HKUs history

HKU University of the Arts Utrecht was established over thirty years ago. HKU started off with three faculties, but has now grown into one of the largest educational institutions for art and culture in Europe.

The beginnings

In the mid-eighties, computers became popular in the arts, and HKU was one of the pioneers in this area. It wasn’t long before the Visual and Media Technology course was set up. In the meantime, Utrechts Conservatorium was cautiously experimenting with electronic music. In September 1987, the first students enrolled on the innovative Music Technology course.

HKU’s first years

In the mid-eighties, computers became popular in the arts, and HKU was one of the pioneers in this area. It wasn’t long before the Visual and Media Technology course was set up. In the meantime, Utrechts Conservatorium was cautiously experimenting with electronic music. In September 1987, the first students enrolled on the innovative Music Technology course.

A fourth faculty: Art, Media & Technology

On 1 January 1989, HKU established a fourth faculty: Art, Media & Technology. Besides the pathways Visual and Media Technology and Music Technology, the new faculty also housed the Audiovisual Media course. The faculty moved into a building in Hilversum, the media city of the Netherlands.

HKU in the nineties

The early nineties saw the addition of many new courses. The Faculty of Theatre, for example, focused not only on courses for drama teachers, but also on training performing artists, on the courses Acting, Writing for Performance and Theatre Design. And at the Faculty of Art, Media & Technology, the first batch of students started on Interaction Design. The forerunner of the present School of Art and Economics, the Interfaculty, was established in 1990. Over the years, the Arts Management course grew into the four-year higher professional education course, Art and Economics.

Technological developments

ICT is an important focus for HKU. At the end of the nineties, all students were given their own HKU e-mail address. They could also save their work to a central server, and everyone could access around fifty film clips and animations, and around forty compositions, through the HKU website.

HKU in the noughties

In 2005, the first students graduated from the Game courses. And in 2007, HKU celebrated its twentieth anniversary!

Creative entrepreneurship

As far as job opportunities go, the creative sector is now bigger than agriculture, as shown in the 2006 report from the Dutch government “Our creative capacity”. We put an emphasis on creative entrepreneurship, as that’s where our opportunities lie! So in 2008, HKU opened the Centre for Entrepreneurship in the Creative Industry, the forerunner of today’s HKU X. The goal was ‘for all HKU students to graduate with an enterprising attitude, to start their own business during their studies and to receive support in developing their independent entrepreneurship’.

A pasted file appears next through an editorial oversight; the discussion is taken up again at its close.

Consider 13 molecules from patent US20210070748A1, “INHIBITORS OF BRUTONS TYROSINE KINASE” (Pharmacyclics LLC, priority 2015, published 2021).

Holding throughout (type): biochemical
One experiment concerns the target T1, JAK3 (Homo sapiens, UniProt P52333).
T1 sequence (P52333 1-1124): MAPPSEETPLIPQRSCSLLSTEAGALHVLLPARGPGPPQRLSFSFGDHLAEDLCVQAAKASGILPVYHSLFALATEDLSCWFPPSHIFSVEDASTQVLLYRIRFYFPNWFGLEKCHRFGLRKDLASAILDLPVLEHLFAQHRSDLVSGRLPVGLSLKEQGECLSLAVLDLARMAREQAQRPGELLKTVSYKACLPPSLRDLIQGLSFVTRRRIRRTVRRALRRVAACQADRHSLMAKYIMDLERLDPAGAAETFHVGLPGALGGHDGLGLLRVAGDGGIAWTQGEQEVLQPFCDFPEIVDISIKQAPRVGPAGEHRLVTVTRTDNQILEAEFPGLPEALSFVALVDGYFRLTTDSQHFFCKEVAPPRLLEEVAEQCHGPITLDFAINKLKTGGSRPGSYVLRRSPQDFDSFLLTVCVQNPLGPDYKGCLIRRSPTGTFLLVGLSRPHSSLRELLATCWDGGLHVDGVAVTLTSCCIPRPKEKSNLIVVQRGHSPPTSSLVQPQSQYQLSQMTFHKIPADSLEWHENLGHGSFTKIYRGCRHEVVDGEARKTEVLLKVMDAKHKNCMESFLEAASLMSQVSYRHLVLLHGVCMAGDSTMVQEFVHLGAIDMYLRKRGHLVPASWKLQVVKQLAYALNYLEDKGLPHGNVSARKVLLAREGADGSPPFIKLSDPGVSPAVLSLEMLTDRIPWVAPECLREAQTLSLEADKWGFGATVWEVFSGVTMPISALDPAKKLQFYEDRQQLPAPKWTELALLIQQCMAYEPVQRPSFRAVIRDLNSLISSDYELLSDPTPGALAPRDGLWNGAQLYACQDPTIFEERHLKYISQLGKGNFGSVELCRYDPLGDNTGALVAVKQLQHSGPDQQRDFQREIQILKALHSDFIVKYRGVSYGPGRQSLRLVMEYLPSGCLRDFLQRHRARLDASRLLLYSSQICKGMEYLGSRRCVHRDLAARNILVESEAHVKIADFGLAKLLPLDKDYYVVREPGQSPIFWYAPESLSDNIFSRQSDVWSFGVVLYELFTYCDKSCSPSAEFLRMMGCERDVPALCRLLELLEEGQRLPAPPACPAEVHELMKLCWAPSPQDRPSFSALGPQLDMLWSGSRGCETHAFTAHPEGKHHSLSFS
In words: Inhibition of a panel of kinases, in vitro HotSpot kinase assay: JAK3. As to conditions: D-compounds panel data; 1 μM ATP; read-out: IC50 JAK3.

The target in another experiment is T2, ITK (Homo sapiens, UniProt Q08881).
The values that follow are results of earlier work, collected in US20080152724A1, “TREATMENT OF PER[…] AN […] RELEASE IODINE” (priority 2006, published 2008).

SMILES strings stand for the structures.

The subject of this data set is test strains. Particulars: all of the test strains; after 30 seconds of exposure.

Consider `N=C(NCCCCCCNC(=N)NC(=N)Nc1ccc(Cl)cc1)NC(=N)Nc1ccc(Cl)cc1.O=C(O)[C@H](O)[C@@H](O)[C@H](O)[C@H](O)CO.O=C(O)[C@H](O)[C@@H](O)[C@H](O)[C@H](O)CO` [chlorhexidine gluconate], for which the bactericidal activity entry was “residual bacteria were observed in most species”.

2010-2017

A lot changed in the 2010’s, especially with regard to HKU’s organisation. The faculties made way for nine schools, and the four expertise centres and professorships were set up. The premises of the Faculty of Art, Media & Technology, in Hilversum, were sold and new premises created at Oudenoord and at the unique industrial heritage site Pastoe Fabriek. The aim was to bring all the HKU locations to Utrecht and thus create a city campus.

Besides the faculties, HKU also got rid of its definite article. After 25 years, ‘the HKU’ would now be known as ‘HKU’. These changes were reflected in a new house style and a new slogan: ‘The art of HKU: new practices, new solutions’.
In September 2011, the first class of students started on Musician 3.0, a new course at HKU Utrechts Conservatorium.

HKU turns thirty!

In 2017, HKU celebrated its thirtieth anniversary with a festive opening of its new headquarters at Nieuwekade. In 2017, HKU had over 4000 students, for whom it completed the city campus. From this year on, all the HKU locations (except the Netherlands Carillon School) were situated in Utrecht, thus reinforcing the links with the city and its inhabitants.

What's next?

Predictions for the future are difficult. For example, who could have predicted the advances in Online and Blended Learning, as a consequence of Covid-19?
 
In 2022, HKU will be celebrating its 35th anniversary. We’ll have to wait and see what form that will take. Maybe it’s best to listen to the advice of Alan Kay (the inventor of the programming language Smalltalk): ‘The best way to predict the future is to invent it.’